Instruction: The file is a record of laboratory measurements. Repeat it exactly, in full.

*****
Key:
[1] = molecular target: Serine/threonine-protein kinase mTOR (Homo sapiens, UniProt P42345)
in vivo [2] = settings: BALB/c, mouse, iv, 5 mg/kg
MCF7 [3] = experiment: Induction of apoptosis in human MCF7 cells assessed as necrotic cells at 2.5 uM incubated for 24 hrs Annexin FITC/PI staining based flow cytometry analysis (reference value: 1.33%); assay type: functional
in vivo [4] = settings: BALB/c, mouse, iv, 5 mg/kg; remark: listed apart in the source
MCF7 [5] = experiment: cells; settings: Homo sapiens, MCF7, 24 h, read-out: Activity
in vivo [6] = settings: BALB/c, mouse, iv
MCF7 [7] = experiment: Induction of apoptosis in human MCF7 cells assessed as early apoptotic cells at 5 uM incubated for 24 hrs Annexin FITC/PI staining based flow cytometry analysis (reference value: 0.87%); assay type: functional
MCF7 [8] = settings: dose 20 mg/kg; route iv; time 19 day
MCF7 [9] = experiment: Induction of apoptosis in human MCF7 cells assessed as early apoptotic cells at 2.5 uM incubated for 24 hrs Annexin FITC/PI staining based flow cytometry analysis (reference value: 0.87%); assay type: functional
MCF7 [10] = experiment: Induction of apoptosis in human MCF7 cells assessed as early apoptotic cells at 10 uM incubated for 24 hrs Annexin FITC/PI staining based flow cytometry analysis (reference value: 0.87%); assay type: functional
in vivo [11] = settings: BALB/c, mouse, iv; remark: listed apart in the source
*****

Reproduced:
Key:
[1] = molecular target: Serine/threonine-protein kinase mTOR (Homo sapiens, UniProt P42345)
in vivo [2] = settings: BALB/c, mouse, iv, 5 mg/kg
MCF7 [3] = experiment: Induction of apoptosis in human MCF7 cells assessed as necrotic cells at 2.5 uM incubated for 24 hrs Annexin FITC/PI staining based flow cytometry analysis (reference value: 1.33%); assay type: functional
in vivo [4] = settings: BALB/c, mouse, iv, 5 mg/kg; remark: listed apart in the source
MCF7 [5] = experiment: cells; settings: Homo sapiens, MCF7, 24 h, read-out: Activity
in vivo [6] = settings: BALB/c, mouse, iv
MCF7 [7] = experiment: Induction of apoptosis in human MCF7 cells assessed as early apoptotic cells at 5 uM incubated for 24 hrs Annexin FITC/PI staining based flow cytometry analysis (reference value: 0.87%); assay type: functional
MCF7 [8] = settings: dose 20 mg/kg; route iv; time 19 day
MCF7 [9] = experiment: Induction of apoptosis in human MCF7 cells assessed as early apoptotic cells at 2.5 uM incubated for 24 hrs Annexin FITC/PI staining based flow cytometry analysis (reference value: 0.87%); assay type: functional
MCF7 [10] = experiment: Induction of apoptosis in human MCF7 cells assessed as early apoptotic cells at 10 uM incubated for 24 hrs Annexin FITC/PI staining based flow cytometry analysis (reference value: 0.87%); assay type: functional
in vivo [11] = settings: BALB/c, mouse, iv; remark: listed apart in the source